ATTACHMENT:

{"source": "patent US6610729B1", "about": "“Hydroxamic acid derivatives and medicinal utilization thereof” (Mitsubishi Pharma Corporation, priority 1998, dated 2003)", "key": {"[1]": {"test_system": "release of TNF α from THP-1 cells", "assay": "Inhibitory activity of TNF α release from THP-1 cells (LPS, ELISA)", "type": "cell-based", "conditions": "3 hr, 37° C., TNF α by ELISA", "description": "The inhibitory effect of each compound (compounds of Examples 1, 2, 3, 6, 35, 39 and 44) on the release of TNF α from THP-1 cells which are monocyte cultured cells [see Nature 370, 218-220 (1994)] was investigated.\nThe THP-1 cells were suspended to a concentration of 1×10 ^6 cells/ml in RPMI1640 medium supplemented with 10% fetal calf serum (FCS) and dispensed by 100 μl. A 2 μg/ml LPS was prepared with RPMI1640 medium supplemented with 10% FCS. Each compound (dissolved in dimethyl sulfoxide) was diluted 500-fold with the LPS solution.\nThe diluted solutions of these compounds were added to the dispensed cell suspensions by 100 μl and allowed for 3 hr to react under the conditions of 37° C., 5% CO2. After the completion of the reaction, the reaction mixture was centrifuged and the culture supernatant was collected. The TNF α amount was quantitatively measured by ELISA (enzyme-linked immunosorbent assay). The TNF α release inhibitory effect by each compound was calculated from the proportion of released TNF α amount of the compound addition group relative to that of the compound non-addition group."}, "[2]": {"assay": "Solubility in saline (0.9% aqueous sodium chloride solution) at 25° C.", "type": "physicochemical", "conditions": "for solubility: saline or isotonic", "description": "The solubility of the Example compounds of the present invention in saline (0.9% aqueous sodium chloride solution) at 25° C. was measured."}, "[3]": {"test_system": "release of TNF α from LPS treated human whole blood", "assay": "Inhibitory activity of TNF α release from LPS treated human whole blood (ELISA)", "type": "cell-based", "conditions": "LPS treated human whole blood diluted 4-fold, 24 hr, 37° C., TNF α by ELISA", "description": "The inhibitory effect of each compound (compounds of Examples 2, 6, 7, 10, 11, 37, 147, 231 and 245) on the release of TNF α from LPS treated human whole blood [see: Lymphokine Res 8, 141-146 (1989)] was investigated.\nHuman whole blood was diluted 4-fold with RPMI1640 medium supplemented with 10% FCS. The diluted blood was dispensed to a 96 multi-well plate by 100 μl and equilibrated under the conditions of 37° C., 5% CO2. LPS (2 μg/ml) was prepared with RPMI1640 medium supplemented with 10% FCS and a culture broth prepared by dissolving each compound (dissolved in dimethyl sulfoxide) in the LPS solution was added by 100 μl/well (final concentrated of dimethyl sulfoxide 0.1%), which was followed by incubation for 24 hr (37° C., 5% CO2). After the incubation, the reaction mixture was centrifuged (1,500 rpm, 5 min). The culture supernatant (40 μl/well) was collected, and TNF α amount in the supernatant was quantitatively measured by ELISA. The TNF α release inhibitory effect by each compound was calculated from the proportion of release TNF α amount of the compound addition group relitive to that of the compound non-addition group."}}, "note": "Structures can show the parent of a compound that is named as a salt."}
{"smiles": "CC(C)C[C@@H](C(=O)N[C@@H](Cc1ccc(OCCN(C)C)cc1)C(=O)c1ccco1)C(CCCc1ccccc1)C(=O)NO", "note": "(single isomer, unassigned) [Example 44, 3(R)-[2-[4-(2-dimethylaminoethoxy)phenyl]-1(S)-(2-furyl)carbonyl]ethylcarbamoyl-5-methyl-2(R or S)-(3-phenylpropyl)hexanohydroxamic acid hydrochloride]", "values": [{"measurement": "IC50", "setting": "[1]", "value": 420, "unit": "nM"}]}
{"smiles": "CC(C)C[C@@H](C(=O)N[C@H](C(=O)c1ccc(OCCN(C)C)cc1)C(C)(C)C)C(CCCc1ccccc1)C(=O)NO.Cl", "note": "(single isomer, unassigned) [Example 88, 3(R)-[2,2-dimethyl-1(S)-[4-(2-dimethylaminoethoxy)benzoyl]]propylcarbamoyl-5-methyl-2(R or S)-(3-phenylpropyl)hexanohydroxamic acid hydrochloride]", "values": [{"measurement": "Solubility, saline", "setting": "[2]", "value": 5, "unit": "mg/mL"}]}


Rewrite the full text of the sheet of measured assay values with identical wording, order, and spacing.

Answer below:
{"source": "patent US6610729B1", "about": "“Hydroxamic acid derivatives and medicinal utilization thereof” (Mitsubishi Pharma Corporation, priority 1998, dated 2003)", "key": {"[1]": {"test_system": "release of TNF α from THP-1 cells", "assay": "Inhibitory activity of TNF α release from THP-1 cells (LPS, ELISA)", "type": "cell-based", "conditions": "3 hr, 37° C., TNF α by ELISA", "description": "The inhibitory effect of each compound (compounds of Examples 1, 2, 3, 6, 35, 39 and 44) on the release of TNF α from THP-1 cells which are monocyte cultured cells [see Nature 370, 218-220 (1994)] was investigated.\nThe THP-1 cells were suspended to a concentration of 1×10 ^6 cells/ml in RPMI1640 medium supplemented with 10% fetal calf serum (FCS) and dispensed by 100 μl. A 2 μg/ml LPS was prepared with RPMI1640 medium supplemented with 10% FCS. Each compound (dissolved in dimethyl sulfoxide) was diluted 500-fold with the LPS solution.\nThe diluted solutions of these compounds were added to the dispensed cell suspensions by 100 μl and allowed for 3 hr to react under the conditions of 37° C., 5% CO2. After the completion of the reaction, the reaction mixture was centrifuged and the culture supernatant was collected. The TNF α amount was quantitatively measured by ELISA (enzyme-linked immunosorbent assay). The TNF α release inhibitory effect by each compound was calculated from the proportion of released TNF α amount of the compound addition group relative to that of the compound non-addition group."}, "[2]": {"assay": "Solubility in saline (0.9% aqueous sodium chloride solution) at 25° C.", "type": "physicochemical", "conditions": "for solubility: saline or isotonic", "description": "The solubility of the Example compounds of the present invention in saline (0.9% aqueous sodium chloride solution) at 25° C. was measured."}, "[3]": {"test_system": "release of TNF α from LPS treated human whole blood", "assay": "Inhibitory activity of TNF α release from LPS treated human whole blood (ELISA)", "type": "cell-based", "conditions": "LPS treated human whole blood diluted 4-fold, 24 hr, 37° C., TNF α by ELISA", "description": "The inhibitory effect of each compound (compounds of Examples 2, 6, 7, 10, 11, 37, 147, 231 and 245) on the release of TNF α from LPS treated human whole blood [see: Lymphokine Res 8, 141-146 (1989)] was investigated.\nHuman whole blood was diluted 4-fold with RPMI1640 medium supplemented with 10% FCS. The diluted blood was dispensed to a 96 multi-well plate by 100 μl and equilibrated under the conditions of 37° C., 5% CO2. LPS (2 μg/ml) was prepared with RPMI1640 medium supplemented with 10% FCS and a culture broth prepared by dissolving each compound (dissolved in dimethyl sulfoxide) in the LPS solution was added by 100 μl/well (final concentrated of dimethyl sulfoxide 0.1%), which was followed by incubation for 24 hr (37° C., 5% CO2). After the incubation, the reaction mixture was centrifuged (1,500 rpm, 5 min). The culture supernatant (40 μl/well) was collected, and TNF α amount in the supernatant was quantitatively measured by ELISA. The TNF α release inhibitory effect by each compound was calculated from the proportion of release TNF α amount of the compound addition group relitive to that of the compound non-addition group."}}, "note": "Structures can show the parent of a compound that is named as a salt."}
{"smiles": "CC(C)C[C@@H](C(=O)N[C@@H](Cc1ccc(OCCN(C)C)cc1)C(=O)c1ccco1)C(CCCc1ccccc1)C(=O)NO", "note": "(single isomer, unassigned) [Example 44, 3(R)-[2-[4-(2-dimethylaminoethoxy)phenyl]-1(S)-(2-furyl)carbonyl]ethylcarbamoyl-5-methyl-2(R or S)-(3-phenylpropyl)hexanohydroxamic acid hydrochloride]", "values": [{"measurement": "IC50", "setting": "[1]", "value": 420, "unit": "nM"}]}
{"smiles": "CC(C)C[C@@H](C(=O)N[C@H](C(=O)c1ccc(OCCN(C)C)cc1)C(C)(C)C)C(CCCc1ccccc1)C(=O)NO.Cl", "note": "(single isomer, unassigned) [Example 88, 3(R)-[2,2-dimethyl-1(S)-[4-(2-dimethylaminoethoxy)benzoyl]]propylcarbamoyl-5-methyl-2(R or S)-(3-phenylpropyl)hexanohydroxamic acid hydrochloride]", "values": [{"measurement": "Solubility, saline", "setting": "[2]", "value": 5, "unit": "mg/mL"}]}